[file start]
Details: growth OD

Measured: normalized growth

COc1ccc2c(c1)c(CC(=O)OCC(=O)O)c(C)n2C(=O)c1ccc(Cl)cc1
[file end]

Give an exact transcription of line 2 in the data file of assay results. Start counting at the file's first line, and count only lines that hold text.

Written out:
Measured: normalized growth